Are you constantly saying or thinking: “I might as well have done this myself!”?
Please stop. No, you should not have done it yourself. Before you go and further convince yourself that you have to do everything, have you done all these things?
- Hire competent people.
- Give them clear instructions.
- Make sure they understand the desired outcome of what you are asking them to do.
- Let them do their job.
- Provide constructive feedback if you would like for them to do something different the next time.
- Let them do their job. (Repeated on purpose).
5. You spend all your time in the business and little to no time on the business.
Yes, the business needs a lot of attention. True, you have a lot to do. It seems logical that the more time you spend in your business (doing whatever it is that your business does) the better. This is not the case. You have to step away from the laptop at some point. As a leader, it is more important than ever that you spend time out and about, learning from other leaders (both peers and those who are several steps ahead of you).
It might make you a little (or very) anxious to think about jumping on a plane and going to that conference or retreat, but you need it. Your business needs it.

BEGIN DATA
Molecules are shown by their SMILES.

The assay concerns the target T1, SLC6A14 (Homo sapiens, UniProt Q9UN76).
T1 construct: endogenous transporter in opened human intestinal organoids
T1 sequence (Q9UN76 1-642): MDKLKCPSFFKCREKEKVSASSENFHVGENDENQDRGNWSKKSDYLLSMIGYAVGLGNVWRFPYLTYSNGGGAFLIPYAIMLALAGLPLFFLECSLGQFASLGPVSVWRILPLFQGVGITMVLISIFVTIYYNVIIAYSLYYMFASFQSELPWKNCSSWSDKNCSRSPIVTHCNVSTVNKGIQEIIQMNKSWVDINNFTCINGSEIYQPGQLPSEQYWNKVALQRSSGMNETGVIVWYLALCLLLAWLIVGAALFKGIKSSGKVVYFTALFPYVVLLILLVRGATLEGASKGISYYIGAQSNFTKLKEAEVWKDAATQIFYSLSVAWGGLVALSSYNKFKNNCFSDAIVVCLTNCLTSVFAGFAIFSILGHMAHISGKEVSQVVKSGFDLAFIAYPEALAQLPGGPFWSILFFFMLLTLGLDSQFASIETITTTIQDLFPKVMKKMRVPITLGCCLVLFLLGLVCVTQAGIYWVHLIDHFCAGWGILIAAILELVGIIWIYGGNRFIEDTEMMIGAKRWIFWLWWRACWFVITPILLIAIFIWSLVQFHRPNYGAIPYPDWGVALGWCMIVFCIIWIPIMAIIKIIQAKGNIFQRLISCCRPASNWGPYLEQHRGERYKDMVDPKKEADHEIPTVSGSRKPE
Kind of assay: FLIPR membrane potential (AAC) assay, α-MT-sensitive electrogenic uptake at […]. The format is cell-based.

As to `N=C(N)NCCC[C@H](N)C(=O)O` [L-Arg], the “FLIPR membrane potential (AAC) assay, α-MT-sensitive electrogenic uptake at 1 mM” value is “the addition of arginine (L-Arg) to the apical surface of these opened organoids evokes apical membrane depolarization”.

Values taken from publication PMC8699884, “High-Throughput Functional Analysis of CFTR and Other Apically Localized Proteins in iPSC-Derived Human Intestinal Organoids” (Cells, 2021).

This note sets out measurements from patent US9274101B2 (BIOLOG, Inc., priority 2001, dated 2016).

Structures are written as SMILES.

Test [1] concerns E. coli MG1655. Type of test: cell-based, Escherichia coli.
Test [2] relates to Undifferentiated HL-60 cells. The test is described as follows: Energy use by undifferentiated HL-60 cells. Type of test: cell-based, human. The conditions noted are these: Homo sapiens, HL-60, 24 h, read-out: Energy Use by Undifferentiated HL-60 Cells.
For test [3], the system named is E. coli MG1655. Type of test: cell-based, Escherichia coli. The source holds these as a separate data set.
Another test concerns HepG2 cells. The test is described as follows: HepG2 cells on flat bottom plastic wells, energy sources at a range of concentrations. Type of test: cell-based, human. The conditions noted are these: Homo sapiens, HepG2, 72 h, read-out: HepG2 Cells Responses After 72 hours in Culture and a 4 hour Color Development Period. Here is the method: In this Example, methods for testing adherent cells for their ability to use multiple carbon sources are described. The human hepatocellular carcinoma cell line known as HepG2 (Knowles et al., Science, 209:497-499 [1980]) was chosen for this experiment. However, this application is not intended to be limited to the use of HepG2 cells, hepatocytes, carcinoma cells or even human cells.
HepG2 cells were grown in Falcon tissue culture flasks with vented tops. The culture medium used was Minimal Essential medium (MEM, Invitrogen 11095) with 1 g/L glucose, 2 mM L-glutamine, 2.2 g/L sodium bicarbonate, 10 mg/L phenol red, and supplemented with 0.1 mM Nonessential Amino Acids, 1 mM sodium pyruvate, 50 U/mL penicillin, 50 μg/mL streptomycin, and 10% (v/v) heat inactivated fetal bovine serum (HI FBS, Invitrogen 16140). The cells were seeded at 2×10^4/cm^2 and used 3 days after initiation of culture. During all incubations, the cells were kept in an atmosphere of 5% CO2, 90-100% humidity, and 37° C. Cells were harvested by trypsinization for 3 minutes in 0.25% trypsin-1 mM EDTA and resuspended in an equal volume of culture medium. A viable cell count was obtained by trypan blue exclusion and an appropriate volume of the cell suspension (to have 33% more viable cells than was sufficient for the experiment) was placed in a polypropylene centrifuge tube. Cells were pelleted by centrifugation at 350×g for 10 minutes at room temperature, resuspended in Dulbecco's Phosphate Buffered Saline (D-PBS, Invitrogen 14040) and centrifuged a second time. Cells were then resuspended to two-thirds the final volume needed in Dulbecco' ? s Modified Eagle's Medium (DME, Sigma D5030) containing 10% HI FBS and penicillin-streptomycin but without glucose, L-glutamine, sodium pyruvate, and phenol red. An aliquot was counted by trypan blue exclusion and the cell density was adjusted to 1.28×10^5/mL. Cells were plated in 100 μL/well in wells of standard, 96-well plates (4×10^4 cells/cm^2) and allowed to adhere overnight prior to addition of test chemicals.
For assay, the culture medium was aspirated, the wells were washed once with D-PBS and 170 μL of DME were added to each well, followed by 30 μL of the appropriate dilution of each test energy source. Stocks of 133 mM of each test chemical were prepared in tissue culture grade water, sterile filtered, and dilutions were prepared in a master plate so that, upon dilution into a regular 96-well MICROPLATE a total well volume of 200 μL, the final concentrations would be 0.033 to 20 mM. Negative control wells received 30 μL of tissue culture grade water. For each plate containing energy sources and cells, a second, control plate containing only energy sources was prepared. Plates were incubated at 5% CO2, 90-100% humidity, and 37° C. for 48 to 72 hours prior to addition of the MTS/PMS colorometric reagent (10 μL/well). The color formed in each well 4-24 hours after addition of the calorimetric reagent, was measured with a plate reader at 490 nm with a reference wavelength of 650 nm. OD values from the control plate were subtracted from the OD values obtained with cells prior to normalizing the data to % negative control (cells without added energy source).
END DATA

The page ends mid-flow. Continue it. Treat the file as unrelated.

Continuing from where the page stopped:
Fresh perspectives, feedback from other entrepreneurs, and meeting new people (some of whom will become strategic partners, clients, or sponsors) are invaluable. Also, if you must work, you can find a few hours before and after the event to keep tabs on the business. If you can, unplug for a few days and allow yourself to pause and absorb new information while being present for the event experience.
When you allow yourself the time and space to recharge and think, you will return to your business with renewed energy and excitement about trying some of the ideas that you learned at the event. (Side note: If you know of an exceptional event for entrepreneurs, please share in the comments.) Also, the threat of burnout is real. Don’t hurt yourself and your business by refusing to step away every now and then.
All of these recommendations are easier typed than done. I know. I am still learning. What I do know is that paradigms are powerful and some of our employee programming is the result of many years dedicated to building a successful career.
It takes a different mindset to build a successful business, and it takes time to replace all that employee programming with an entrepreneur’s mindset. It’s difficult, but not impossible. It just takes time and an awareness of how you are approaching your business.
Have you mastered your entrepreneur’s mindset? Share in the comments.